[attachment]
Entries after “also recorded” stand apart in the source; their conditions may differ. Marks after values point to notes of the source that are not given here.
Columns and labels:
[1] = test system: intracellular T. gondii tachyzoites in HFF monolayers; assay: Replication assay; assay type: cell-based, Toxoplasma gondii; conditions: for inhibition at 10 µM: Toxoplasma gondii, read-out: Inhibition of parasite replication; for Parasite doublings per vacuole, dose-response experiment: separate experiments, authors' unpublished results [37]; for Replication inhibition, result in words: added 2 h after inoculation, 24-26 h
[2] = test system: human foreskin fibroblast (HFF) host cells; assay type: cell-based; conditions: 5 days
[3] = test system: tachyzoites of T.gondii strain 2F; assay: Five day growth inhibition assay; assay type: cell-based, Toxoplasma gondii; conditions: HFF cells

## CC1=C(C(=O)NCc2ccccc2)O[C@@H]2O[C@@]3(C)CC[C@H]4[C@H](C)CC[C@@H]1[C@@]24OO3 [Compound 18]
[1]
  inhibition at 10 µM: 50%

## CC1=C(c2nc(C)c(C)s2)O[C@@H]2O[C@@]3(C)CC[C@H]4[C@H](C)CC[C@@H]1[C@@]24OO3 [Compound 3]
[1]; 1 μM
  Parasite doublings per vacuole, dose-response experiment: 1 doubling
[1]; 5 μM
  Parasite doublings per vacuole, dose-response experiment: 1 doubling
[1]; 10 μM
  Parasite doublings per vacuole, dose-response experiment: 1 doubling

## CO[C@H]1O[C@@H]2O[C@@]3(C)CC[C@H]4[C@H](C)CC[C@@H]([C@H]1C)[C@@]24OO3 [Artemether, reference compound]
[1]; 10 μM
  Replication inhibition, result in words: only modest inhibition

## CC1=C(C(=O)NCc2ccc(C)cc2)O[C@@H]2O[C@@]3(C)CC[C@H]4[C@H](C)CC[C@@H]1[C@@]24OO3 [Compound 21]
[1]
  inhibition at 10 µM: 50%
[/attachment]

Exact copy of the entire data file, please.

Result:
Entries after “also recorded” stand apart in the source; their conditions may differ. Marks after values point to notes of the source that are not given here.
Columns and labels:
[1] = test system: intracellular T. gondii tachyzoites in HFF monolayers; assay: Replication assay; assay type: cell-based, Toxoplasma gondii; conditions: for inhibition at 10 µM: Toxoplasma gondii, read-out: Inhibition of parasite replication; for Parasite doublings per vacuole, dose-response experiment: separate experiments, authors' unpublished results [37]; for Replication inhibition, result in words: added 2 h after inoculation, 24-26 h
[2] = test system: human foreskin fibroblast (HFF) host cells; assay type: cell-based; conditions: 5 days
[3] = test system: tachyzoites of T.gondii strain 2F; assay: Five day growth inhibition assay; assay type: cell-based, Toxoplasma gondii; conditions: HFF cells

## CC1=C(C(=O)NCc2ccccc2)O[C@@H]2O[C@@]3(C)CC[C@H]4[C@H](C)CC[C@@H]1[C@@]24OO3 [Compound 18]
[1]
  inhibition at 10 µM: 50%

## CC1=C(c2nc(C)c(C)s2)O[C@@H]2O[C@@]3(C)CC[C@H]4[C@H](C)CC[C@@H]1[C@@]24OO3 [Compound 3]
[1]; 1 μM
  Parasite doublings per vacuole, dose-response experiment: 1 doubling
[1]; 5 μM
  Parasite doublings per vacuole, dose-response experiment: 1 doubling
[1]; 10 μM
  Parasite doublings per vacuole, dose-response experiment: 1 doubling

## CO[C@H]1O[C@@H]2O[C@@]3(C)CC[C@H]4[C@H](C)CC[C@@H]([C@H]1C)[C@@]24OO3 [Artemether, reference compound]
[1]; 10 μM
  Replication inhibition, result in words: only modest inhibition

## CC1=C(C(=O)NCc2ccc(C)cc2)O[C@@H]2O[C@@]3(C)CC[C@H]4[C@H](C)CC[C@@H]1[C@@]24OO3 [Compound 21]
[1]
  inhibition at 10 µM: 50%